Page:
She waves a goodbye and moves down the corridor in the direction of nurses’ station.

I shuffle back to the ward, open my laptop, search for “Health Tips for the Not So Young”.

I read until the arrival of the breakfast trolley wakens the others in the ward.

Some of them don’t look so good. That’s fine by me.

 

 

 

 

 

 

 

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Yet another Santa story

Santa shivered in his recently redesigned uniform. No longer coca cola red. Now boring black emblazoned with G4S logos. G4S! He could still hardly believe it. He wrapped his ungloved hands around his polystyrene coffee cup hoping for additional warmth.

He could still hardly believe he had signed the contract; the negotiations had been tricky. First there was a deal and then there was a no deal. Canadian and Norwegian options had been mentioned, probably because they also had lots of snow around Xmas. Then one bunch of elves suggested a backstop. Another bunch said, “Whoah, ho ho no.”

In the end his head was spinning and he just signed the first piece of paper the lawyer had thrust in front of him. “Don’t worry about Ireland,” he had said, “The southerners are mainly Catholic, while in the north, they’re mainly not Catholic, so all in all it doesn’t matter.”

“Bummer,” said Santa to the miserable looking gnome seated next to him on the market place bench, “Nobody recognizes me. Where are the little children asking me for an x-box game or a gender-neutral vegan doll?” He ran his hand over his neat hipster-style beard.

The gnome spat an olive pit in the direction of a litter bin, “Look in the mirror, buddy. Remind yourself. You sold out. You signed the paper, hoped for an easier life. Now it’s all done on the internet; the kiddies send requests by email, the bots analyse the data, the Chinese stuff the shipping containers with cheap plastic throwaway toys. And it’s all delivered in driverless sleighs.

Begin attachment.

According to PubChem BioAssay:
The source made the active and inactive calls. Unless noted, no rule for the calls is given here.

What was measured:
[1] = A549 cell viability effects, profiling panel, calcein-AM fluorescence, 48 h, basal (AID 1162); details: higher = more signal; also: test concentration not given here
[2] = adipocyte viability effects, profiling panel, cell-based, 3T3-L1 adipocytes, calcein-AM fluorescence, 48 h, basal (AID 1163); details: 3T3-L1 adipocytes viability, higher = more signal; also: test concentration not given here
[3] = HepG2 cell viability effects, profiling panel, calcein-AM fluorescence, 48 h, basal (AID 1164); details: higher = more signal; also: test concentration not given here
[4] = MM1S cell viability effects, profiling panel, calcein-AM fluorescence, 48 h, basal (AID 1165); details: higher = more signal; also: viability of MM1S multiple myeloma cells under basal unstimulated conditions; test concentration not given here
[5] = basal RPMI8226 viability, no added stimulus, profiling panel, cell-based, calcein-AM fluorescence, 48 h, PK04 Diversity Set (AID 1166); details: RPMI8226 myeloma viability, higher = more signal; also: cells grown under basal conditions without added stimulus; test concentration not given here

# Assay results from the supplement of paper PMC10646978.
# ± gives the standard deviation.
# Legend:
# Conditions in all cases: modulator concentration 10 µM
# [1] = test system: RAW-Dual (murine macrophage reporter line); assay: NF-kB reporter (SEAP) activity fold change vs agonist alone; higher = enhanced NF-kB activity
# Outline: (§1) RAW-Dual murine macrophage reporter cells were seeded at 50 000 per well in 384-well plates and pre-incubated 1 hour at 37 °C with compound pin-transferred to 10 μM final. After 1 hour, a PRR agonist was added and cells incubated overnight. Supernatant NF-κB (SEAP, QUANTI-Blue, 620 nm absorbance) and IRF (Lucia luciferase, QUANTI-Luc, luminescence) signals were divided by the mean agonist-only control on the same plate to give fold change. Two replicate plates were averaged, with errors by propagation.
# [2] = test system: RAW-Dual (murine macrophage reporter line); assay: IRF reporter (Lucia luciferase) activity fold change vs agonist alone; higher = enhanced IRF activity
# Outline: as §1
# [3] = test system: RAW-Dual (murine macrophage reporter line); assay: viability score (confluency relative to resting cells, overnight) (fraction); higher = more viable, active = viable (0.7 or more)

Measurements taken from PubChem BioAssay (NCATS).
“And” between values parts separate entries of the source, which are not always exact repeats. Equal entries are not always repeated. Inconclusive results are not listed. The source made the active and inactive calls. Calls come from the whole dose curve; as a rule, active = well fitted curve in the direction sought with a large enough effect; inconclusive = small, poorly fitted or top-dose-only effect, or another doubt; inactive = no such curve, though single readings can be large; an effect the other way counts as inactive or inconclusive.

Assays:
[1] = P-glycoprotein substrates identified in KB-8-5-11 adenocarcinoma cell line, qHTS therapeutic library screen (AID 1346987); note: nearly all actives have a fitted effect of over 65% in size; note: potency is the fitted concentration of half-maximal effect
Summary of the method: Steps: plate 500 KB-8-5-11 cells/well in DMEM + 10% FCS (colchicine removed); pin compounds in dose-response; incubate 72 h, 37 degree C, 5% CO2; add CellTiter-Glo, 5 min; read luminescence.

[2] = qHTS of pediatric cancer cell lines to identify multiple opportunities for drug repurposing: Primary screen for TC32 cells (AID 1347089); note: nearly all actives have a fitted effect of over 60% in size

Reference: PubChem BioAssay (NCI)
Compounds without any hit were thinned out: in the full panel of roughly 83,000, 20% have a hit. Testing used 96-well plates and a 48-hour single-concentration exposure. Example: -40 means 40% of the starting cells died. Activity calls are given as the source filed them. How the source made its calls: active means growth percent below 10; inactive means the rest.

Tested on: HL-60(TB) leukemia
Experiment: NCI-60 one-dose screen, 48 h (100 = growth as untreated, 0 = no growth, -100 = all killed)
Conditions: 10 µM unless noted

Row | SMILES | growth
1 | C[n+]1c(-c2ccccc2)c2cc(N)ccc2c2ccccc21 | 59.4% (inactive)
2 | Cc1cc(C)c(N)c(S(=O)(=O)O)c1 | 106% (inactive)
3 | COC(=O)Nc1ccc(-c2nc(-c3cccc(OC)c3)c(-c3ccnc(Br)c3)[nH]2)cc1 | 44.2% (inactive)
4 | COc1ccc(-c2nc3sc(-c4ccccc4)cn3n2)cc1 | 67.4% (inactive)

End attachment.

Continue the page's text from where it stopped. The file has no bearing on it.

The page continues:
“I mean, c’mon Santa, we all know you have a freezer full of reindeer meat back home; don’t come on all dewy eyed now.”

Santa sighed, “You wouldn’t know how stressful it all was. All you had to do was carve a few million wooden toy soldiers, go home to Mrs Dwarf, put your feet up and down a pint of rose petal gin before getting an early night ahead of a long lie-in in the morning.

“Me, on the other hand, I had management work to do, serious stuff, not lightweight like yours. I mean, your toy soldiers were pretty rubbish, nobody asked for them, we had to ditch them in the Bermuda Triangle to get rid.”

The dwarf went red in the face, “How dare you speak to me like that, you piggy has-been. I’ll show you what happens to people who bad-mouth me.”

And with that he drew six toy soldiers out of his pocket, lined them up in front of Santa, and shouted, “Ready, aim, fire.”

The gunshots and smoke drew the attention of the shoppers in the crowded marketplace; a small group rushed to the supine Santa’s aid.

“Make way, stand back,” called out a cheery cheeked white-haired woman, “I can fix this.” And she wafted a mug of hot mulled wine under Santa’s nose. “Wake up Santa, wake up,” she said.

And slowly Santa stirred, opened his eyes, stared at the logo-free, coca cola red Santa suit hanging from a rustic wooden peg on the rustic wooden door, breathed in the essence of reindeer chomping to be on their way and listened to the jingling of cap bells as a mischief of elves scuttled hither and thither loading up the toys, recyclable and artisanal educational toys made from wood, wood harvested in ecologically responsibly managed forests.

“Wake up, Santa” said Mrs Claus, “You’ve been having a bad dream. All those cheese fondues.”

Santa stroked his long, tangled beard, sipped from a mug of hot mulled wine, “Just a dream, just a dream. Well, thank heavens for that. Ooh that was awful. Time to cut down on the cheese.”
He winked at his best friend, the wood carver, “Happy Xmas everyone, eh? Happy Xmas.”